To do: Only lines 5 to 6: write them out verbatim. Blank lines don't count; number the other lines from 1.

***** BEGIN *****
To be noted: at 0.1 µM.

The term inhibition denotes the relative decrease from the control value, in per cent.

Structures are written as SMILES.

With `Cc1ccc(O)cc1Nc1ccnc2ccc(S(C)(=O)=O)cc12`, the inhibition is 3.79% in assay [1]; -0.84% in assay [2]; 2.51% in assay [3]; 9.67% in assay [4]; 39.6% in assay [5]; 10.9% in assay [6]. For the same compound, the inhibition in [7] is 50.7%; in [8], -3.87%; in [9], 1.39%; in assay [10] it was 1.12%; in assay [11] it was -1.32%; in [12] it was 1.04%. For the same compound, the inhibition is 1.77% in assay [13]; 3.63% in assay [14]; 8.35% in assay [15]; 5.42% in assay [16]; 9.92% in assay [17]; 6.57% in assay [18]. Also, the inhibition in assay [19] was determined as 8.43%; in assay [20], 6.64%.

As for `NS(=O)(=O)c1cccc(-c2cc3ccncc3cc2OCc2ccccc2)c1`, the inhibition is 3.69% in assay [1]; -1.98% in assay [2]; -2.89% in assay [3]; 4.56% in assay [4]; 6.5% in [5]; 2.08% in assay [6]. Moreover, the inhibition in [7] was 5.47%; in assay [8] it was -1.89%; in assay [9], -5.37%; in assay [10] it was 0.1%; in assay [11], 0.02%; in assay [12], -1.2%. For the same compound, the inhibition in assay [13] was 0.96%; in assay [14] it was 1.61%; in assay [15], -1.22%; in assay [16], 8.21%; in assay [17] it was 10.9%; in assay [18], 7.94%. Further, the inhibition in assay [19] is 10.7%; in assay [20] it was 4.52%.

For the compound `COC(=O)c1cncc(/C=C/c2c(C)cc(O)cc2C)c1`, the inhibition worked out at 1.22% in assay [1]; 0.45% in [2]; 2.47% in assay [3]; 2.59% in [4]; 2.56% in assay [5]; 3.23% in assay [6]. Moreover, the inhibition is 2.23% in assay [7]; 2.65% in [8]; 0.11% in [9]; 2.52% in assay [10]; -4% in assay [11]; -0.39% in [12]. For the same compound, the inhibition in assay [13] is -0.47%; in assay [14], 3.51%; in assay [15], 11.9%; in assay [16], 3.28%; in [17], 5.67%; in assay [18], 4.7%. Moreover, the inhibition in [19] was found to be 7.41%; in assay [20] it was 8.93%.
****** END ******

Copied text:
As for `NS(=O)(=O)c1cccc(-c2cc3ccncc3cc2OCc2ccccc2)c1`, the inhibition is 3.69% in assay [1]; -1.98% in assay [2]; -2.89% in assay [3]; 4.56% in assay [4]; 6.5% in [5]; 2.08% in assay [6]. Moreover, the inhibition in [7] was 5.47%; in assay [8] it was -1.89%; in assay [9], -5.37%; in assay [10] it was 0.1%; in assay [11], 0.02%; in assay [12], -1.2%. For the same compound, the inhibition in assay [13] was 0.96%; in assay [14] it was 1.61%; in assay [15], -1.22%; in assay [16], 8.21%; in assay [17] it was 10.9%; in assay [18], 7.94%. Further, the inhibition in assay [19] is 10.7%; in assay [20] it was 4.52%.

For the compound `COC(=O)c1cncc(/C=C/c2c(C)cc(O)cc2C)c1`, the inhibition worked out at 1.22% in assay [1]; 0.45% in [2]; 2.47% in assay [3]; 2.59% in [4]; 2.56% in assay [5]; 3.23% in assay [6]. Moreover, the inhibition is 2.23% in assay [7]; 2.65% in [8]; 0.11% in [9]; 2.52% in assay [10]; -4% in assay [11]; -0.39% in [12]. For the same compound, the inhibition in assay [13] is -0.47%; in assay [14], 3.51%; in assay [15], 11.9%; in assay [16], 3.28%; in [17], 5.67%; in assay [18], 4.7%. Moreover, the inhibition in [19] was found to be 7.41%; in assay [20] it was 8.93%.